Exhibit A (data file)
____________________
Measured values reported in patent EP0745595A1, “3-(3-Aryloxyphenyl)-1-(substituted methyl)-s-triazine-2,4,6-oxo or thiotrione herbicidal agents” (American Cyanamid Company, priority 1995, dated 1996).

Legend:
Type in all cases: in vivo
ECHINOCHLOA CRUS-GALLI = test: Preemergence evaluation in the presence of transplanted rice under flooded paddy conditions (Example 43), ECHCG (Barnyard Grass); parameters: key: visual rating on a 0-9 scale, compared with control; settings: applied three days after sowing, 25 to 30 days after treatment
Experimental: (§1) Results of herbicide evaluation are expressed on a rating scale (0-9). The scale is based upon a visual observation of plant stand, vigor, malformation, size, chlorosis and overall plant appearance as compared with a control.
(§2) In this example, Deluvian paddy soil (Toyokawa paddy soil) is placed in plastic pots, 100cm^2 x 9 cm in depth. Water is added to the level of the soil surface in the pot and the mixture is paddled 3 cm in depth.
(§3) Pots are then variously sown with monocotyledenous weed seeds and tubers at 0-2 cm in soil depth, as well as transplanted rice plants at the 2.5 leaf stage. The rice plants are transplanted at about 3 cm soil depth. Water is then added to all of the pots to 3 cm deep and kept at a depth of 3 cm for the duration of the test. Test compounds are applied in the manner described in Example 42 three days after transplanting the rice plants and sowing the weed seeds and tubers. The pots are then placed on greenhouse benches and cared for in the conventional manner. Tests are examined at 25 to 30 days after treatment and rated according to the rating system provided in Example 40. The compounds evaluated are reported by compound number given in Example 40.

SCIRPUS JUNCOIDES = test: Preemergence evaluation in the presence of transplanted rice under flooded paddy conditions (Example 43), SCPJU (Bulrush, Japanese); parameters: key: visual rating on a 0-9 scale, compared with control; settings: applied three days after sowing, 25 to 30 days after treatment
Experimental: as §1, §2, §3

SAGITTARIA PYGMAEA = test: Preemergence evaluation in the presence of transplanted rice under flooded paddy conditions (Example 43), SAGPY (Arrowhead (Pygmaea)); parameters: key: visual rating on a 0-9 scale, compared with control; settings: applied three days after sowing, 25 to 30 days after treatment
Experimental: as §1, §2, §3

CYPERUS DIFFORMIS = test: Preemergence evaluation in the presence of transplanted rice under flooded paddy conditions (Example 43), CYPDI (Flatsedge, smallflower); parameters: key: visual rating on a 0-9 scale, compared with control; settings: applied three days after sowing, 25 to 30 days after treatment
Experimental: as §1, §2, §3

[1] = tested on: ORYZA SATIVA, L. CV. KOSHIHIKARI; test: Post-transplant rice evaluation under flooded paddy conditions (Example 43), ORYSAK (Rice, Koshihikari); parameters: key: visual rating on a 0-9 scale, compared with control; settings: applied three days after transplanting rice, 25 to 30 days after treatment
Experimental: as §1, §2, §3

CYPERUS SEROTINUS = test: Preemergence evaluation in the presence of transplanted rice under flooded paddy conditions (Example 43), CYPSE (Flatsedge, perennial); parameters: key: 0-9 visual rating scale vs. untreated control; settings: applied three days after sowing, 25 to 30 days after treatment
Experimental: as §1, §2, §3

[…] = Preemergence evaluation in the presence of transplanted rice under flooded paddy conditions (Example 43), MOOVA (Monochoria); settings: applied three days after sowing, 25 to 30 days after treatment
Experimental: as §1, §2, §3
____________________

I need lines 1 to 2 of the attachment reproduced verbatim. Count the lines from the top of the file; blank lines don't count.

Measured values reported in patent EP0745595A1, “3-(3-Aryloxyphenyl)-1-(substituted methyl)-s-triazine-2,4,6-oxo or thiotrione herbicidal agents” (American Cyanamid Company, priority 1995, dated 1996).

Legend: